Daniel Radcliffe Memorizes the Lyrics to “Alphabet Aerobics”

This is a work of fiction. All characters appearing in this work are fictitious. Any resemblance to persons living or dead is completely intentional. Except for Emma Watson, who seems like a perfectly nice woman. Inspired by One More Thing.




“Artificial amateurs aren’t at all amazing. Analytically, I assault and amaze…”

Daniel Radcliffe pressed “pause”, then “back”. He glared balefully at his iPod.

“No! That’s not right.”

He pressed “play”. The song began again:

“Now it’s time for our wrap-up. Let’s give it everything we’ve got!”

Daniel nodded in time with the beat. This time, he thought, I’ll get past “D”.

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First Lines

Adapted from something I wrote in Yale’s “Daily Themes” class. (Great class, by the way!)

The prompt:

Write twelve possible first lines to twelve different stories (fictional, non-fictional, or some combination of both). For a real challenge, let those lines start to feel like they hold together by juxtaposition. See the work of David Markson for a model.

These aren’t good sentences, but I wrote them hoping they could become first lines for first drafts of good stories.

I haven’t written those stories yet, but if you’d like me to write one, let me know and I will do that, just for you.*

  1. Our god is cruel and jealous, and we wish we had a better one.
  2. Today my Anti-Procrastination Friend saw me on Facebook and…
  3. We know that our island is an experiment, run by someone we don’t understand.
  4. The main character of this story was hit by a car just after you finished this sentence.
  5. “This has been my favorite funeral of the year.”
  6. Gambling is for suckers, he thought, and pushed the button again.
  7. There he was, waving his sign like a madman and shouting the true heights of various mountains.
  8. This is my history of the world, factual and proportionate, slave to neither narrative nor…
  9. We abandoned the Earth in our ships, but we left the Amish behind.
  10. You might think that even a very intelligent cloud could never kill a person, but…
  11. According to the actuary table, one of us was dead by now.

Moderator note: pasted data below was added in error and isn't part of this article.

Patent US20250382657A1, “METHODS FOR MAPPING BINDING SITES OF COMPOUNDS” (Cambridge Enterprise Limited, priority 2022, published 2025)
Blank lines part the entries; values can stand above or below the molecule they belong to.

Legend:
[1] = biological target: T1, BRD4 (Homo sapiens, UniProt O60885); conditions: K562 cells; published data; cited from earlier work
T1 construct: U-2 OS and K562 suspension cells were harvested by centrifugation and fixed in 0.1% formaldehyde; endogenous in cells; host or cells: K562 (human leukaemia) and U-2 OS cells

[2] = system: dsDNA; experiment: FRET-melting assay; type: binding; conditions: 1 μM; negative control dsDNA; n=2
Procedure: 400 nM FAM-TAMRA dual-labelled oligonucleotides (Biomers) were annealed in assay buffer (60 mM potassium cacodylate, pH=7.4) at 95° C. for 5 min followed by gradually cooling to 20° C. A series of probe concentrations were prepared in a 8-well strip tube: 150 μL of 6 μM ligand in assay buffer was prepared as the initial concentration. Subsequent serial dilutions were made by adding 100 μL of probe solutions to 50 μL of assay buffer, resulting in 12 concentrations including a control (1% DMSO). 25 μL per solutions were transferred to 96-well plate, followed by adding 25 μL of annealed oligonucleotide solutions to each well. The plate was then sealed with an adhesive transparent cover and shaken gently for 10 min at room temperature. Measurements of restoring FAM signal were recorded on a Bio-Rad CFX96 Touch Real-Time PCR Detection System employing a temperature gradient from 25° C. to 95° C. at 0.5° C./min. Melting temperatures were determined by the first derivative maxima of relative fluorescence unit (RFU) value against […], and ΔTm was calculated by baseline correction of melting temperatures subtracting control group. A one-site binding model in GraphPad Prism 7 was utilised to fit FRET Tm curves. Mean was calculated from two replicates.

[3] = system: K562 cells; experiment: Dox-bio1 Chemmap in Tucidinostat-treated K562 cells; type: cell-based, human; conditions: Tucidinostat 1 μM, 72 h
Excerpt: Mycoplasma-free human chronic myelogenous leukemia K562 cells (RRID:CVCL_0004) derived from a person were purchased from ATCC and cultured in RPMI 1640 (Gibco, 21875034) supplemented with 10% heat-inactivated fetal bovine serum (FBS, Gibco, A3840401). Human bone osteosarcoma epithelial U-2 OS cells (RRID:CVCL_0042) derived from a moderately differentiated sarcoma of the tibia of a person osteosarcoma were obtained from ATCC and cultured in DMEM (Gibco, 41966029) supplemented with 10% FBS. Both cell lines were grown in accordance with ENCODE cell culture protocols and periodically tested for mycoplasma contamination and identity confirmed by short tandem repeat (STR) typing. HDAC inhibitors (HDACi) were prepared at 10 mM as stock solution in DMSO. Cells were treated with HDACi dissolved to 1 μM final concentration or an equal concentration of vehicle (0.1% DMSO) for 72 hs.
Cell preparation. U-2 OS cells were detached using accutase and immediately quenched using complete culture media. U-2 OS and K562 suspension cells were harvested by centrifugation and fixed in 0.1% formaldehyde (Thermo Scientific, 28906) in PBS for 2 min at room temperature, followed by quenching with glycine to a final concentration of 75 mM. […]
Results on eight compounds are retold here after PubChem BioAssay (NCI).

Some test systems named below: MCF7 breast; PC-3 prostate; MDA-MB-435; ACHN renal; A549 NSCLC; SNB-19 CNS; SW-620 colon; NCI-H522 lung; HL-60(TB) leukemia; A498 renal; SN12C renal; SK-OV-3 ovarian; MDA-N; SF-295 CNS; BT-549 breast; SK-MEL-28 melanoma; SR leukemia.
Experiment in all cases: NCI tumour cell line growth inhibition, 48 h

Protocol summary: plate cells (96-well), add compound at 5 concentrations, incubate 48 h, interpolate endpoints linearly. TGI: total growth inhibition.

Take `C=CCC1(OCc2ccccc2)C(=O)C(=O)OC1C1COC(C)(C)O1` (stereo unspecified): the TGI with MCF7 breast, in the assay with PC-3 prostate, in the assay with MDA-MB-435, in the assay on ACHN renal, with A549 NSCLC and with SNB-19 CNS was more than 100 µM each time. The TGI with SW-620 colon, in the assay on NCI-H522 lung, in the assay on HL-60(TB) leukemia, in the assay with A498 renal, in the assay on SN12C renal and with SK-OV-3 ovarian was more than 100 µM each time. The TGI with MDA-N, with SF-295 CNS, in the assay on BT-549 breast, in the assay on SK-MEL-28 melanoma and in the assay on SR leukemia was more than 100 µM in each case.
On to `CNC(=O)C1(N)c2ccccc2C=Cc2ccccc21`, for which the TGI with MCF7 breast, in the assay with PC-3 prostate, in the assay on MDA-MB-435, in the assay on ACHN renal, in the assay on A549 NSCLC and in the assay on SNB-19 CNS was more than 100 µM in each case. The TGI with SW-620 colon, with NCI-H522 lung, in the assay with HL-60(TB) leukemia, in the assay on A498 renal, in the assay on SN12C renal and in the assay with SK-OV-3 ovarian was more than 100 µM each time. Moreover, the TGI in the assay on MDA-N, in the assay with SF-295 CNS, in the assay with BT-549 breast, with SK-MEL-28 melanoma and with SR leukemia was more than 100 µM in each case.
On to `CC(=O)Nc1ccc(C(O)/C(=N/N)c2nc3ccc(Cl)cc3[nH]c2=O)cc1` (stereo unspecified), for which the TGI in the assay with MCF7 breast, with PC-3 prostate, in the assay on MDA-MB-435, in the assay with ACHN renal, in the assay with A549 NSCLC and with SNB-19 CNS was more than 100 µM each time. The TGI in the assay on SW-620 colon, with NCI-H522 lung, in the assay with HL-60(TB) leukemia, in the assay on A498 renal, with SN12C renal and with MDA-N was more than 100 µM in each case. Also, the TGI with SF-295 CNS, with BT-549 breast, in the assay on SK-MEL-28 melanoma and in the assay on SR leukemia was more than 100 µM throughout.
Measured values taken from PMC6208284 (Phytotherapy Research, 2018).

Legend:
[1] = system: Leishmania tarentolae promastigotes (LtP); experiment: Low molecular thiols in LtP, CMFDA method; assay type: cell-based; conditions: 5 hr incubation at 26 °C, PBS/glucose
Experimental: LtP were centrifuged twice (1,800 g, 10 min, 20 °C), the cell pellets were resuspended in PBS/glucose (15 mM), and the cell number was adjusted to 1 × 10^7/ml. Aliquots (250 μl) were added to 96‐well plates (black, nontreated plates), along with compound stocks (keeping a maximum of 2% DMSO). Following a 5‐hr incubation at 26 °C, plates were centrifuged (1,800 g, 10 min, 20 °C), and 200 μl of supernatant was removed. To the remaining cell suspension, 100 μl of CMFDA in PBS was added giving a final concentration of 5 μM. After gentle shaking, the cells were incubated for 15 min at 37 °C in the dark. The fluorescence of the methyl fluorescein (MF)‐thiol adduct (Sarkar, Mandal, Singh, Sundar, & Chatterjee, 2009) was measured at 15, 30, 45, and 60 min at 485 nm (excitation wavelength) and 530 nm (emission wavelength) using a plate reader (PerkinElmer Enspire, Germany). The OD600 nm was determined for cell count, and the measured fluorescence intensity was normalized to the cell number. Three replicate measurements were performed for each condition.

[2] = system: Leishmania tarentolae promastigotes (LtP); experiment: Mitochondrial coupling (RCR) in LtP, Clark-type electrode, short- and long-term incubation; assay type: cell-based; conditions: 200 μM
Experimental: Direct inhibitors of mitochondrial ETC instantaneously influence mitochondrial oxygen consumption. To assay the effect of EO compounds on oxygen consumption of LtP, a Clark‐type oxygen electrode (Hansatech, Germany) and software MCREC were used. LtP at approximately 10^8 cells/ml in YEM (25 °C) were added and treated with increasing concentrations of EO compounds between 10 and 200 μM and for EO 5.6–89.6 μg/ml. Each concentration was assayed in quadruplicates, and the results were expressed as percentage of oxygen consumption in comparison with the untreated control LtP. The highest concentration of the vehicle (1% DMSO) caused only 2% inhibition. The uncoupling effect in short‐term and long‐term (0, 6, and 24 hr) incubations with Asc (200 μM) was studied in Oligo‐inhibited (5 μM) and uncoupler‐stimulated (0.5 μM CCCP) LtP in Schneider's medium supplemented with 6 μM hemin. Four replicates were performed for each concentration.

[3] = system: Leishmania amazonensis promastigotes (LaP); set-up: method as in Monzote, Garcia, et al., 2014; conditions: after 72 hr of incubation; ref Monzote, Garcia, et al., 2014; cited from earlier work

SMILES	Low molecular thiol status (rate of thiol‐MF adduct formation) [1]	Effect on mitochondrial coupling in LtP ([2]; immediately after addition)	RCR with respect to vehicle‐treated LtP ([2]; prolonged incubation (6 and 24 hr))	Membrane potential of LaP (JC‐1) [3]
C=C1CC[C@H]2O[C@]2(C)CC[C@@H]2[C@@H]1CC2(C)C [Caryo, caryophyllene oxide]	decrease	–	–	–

12. They were looking for souls all along!
  13. “This week, life was just one long fire alarm.”
  14. She’d learned to run on water, but that wouldn’t save her when she came back to shore.
  15. You do not fuck with Liz when she’s delivering a pizza.

*With the exception of #9, because the Amish deserve an entire novel. And #8, because it’s the friggin’ history of the world.


(To see all 60+ prompts from Daily Themes, click here.)

Utility Monsters, Part I

My latest post for the humanist blog Applied Sentience is up:


It’s a pretty strange post, but I think that the issues I raise around the utility monster problem are important. If you care more about a randomly selected human than a randomly selected chicken (and I think you should), you accept the existence of utility monsters — thinking beings which are worthy of greater moral consideration than other thinking beings.

Right now, humans are the world’s reigning utility monsters. That may not be true forever.

I think we are likely to eventually create machines which possess a kind of consciousness that is deeper and richer in certain ways than our own. Whatever metrics we can use to measure the “value” of a human life (and we all have them), we know of no reason that advanced computers will not eventually score higher on said metrics than we do, whether it’s in 50 years or 500.

And before we can make decisions about how to react to this situation — or whether we should work to prevent it in the first place — I think that we should do our best to understand what it might be like to be a superhuman utility monster. Empathy shouldn’t just extend to beings with lesser mental capabilities than our own.

Record Leftovers: Heroes and Villains

Some outtakes from the most recent issue of The Yale Record.


The League of Slightly Extraordinary Gentlemen